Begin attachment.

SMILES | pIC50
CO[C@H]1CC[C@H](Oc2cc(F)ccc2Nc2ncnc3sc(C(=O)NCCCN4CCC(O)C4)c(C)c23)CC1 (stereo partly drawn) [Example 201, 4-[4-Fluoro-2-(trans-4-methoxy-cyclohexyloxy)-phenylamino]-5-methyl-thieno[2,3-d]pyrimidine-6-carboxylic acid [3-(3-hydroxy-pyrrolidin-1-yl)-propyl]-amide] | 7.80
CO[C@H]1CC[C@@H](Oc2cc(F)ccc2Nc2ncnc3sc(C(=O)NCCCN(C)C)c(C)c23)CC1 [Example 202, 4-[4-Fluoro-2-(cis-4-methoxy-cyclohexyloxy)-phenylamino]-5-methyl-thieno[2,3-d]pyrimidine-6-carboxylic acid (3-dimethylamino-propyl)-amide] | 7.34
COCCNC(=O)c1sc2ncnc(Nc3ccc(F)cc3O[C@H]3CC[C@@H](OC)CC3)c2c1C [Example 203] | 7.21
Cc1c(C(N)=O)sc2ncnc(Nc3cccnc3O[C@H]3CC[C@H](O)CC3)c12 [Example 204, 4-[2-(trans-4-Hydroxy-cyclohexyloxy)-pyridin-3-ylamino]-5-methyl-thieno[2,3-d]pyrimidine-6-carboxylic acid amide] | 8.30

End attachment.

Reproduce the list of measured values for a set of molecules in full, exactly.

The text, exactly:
SMILES | pIC50
CO[C@H]1CC[C@H](Oc2cc(F)ccc2Nc2ncnc3sc(C(=O)NCCCN4CCC(O)C4)c(C)c23)CC1 (stereo partly drawn) [Example 201, 4-[4-Fluoro-2-(trans-4-methoxy-cyclohexyloxy)-phenylamino]-5-methyl-thieno[2,3-d]pyrimidine-6-carboxylic acid [3-(3-hydroxy-pyrrolidin-1-yl)-propyl]-amide] | 7.80
CO[C@H]1CC[C@@H](Oc2cc(F)ccc2Nc2ncnc3sc(C(=O)NCCCN(C)C)c(C)c23)CC1 [Example 202, 4-[4-Fluoro-2-(cis-4-methoxy-cyclohexyloxy)-phenylamino]-5-methyl-thieno[2,3-d]pyrimidine-6-carboxylic acid (3-dimethylamino-propyl)-amide] | 7.34
COCCNC(=O)c1sc2ncnc(Nc3ccc(F)cc3O[C@H]3CC[C@@H](OC)CC3)c2c1C [Example 203] | 7.21
Cc1c(C(N)=O)sc2ncnc(Nc3cccnc3O[C@H]3CC[C@H](O)CC3)c12 [Example 204, 4-[2-(trans-4-Hydroxy-cyclohexyloxy)-pyridin-3-ylamino]-5-methyl-thieno[2,3-d]pyrimidine-6-carboxylic acid amide] | 8.30